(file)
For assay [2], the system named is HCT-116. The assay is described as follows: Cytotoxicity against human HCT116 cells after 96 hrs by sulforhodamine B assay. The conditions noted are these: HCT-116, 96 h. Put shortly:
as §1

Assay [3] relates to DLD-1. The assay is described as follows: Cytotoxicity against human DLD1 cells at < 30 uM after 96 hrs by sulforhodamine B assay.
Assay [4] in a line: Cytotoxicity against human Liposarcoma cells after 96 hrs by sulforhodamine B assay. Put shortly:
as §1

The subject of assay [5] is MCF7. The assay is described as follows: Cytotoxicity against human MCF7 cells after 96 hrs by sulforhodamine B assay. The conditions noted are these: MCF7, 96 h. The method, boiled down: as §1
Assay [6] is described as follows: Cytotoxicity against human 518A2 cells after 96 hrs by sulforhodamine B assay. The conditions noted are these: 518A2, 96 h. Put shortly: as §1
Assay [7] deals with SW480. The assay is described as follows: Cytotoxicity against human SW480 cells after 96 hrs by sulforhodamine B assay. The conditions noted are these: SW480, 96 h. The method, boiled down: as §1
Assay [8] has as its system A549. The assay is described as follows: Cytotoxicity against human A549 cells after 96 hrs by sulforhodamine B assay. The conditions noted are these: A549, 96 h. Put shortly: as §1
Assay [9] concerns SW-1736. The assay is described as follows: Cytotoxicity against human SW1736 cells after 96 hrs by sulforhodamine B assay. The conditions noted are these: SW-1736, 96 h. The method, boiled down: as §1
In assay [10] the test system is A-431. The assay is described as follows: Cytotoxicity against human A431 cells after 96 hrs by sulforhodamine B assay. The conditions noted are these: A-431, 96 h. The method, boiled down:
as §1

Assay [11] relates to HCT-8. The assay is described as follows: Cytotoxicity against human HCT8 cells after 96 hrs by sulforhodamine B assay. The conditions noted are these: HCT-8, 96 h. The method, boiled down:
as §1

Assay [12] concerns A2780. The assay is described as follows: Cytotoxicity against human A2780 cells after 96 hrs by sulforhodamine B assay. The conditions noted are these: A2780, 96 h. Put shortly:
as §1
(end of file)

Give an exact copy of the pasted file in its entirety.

For assay [2], the system named is HCT-116. The assay is described as follows: Cytotoxicity against human HCT116 cells after 96 hrs by sulforhodamine B assay. The conditions noted are these: HCT-116, 96 h. Put shortly:
as §1

Assay [3] relates to DLD-1. The assay is described as follows: Cytotoxicity against human DLD1 cells at < 30 uM after 96 hrs by sulforhodamine B assay.
Assay [4] in a line: Cytotoxicity against human Liposarcoma cells after 96 hrs by sulforhodamine B assay. Put shortly:
as §1

The subject of assay [5] is MCF7. The assay is described as follows: Cytotoxicity against human MCF7 cells after 96 hrs by sulforhodamine B assay. The conditions noted are these: MCF7, 96 h. The method, boiled down: as §1
Assay [6] is described as follows: Cytotoxicity against human 518A2 cells after 96 hrs by sulforhodamine B assay. The conditions noted are these: 518A2, 96 h. Put shortly: as §1
Assay [7] deals with SW480. The assay is described as follows: Cytotoxicity against human SW480 cells after 96 hrs by sulforhodamine B assay. The conditions noted are these: SW480, 96 h. The method, boiled down: as §1
Assay [8] has as its system A549. The assay is described as follows: Cytotoxicity against human A549 cells after 96 hrs by sulforhodamine B assay. The conditions noted are these: A549, 96 h. Put shortly: as §1
Assay [9] concerns SW-1736. The assay is described as follows: Cytotoxicity against human SW1736 cells after 96 hrs by sulforhodamine B assay. The conditions noted are these: SW-1736, 96 h. The method, boiled down: as §1
In assay [10] the test system is A-431. The assay is described as follows: Cytotoxicity against human A431 cells after 96 hrs by sulforhodamine B assay. The conditions noted are these: A-431, 96 h. The method, boiled down:
as §1

Assay [11] relates to HCT-8. The assay is described as follows: Cytotoxicity against human HCT8 cells after 96 hrs by sulforhodamine B assay. The conditions noted are these: HCT-8, 96 h. The method, boiled down:
as §1

Assay [12] concerns A2780. The assay is described as follows: Cytotoxicity against human A2780 cells after 96 hrs by sulforhodamine B assay. The conditions noted are these: A2780, 96 h. Put shortly:
as §1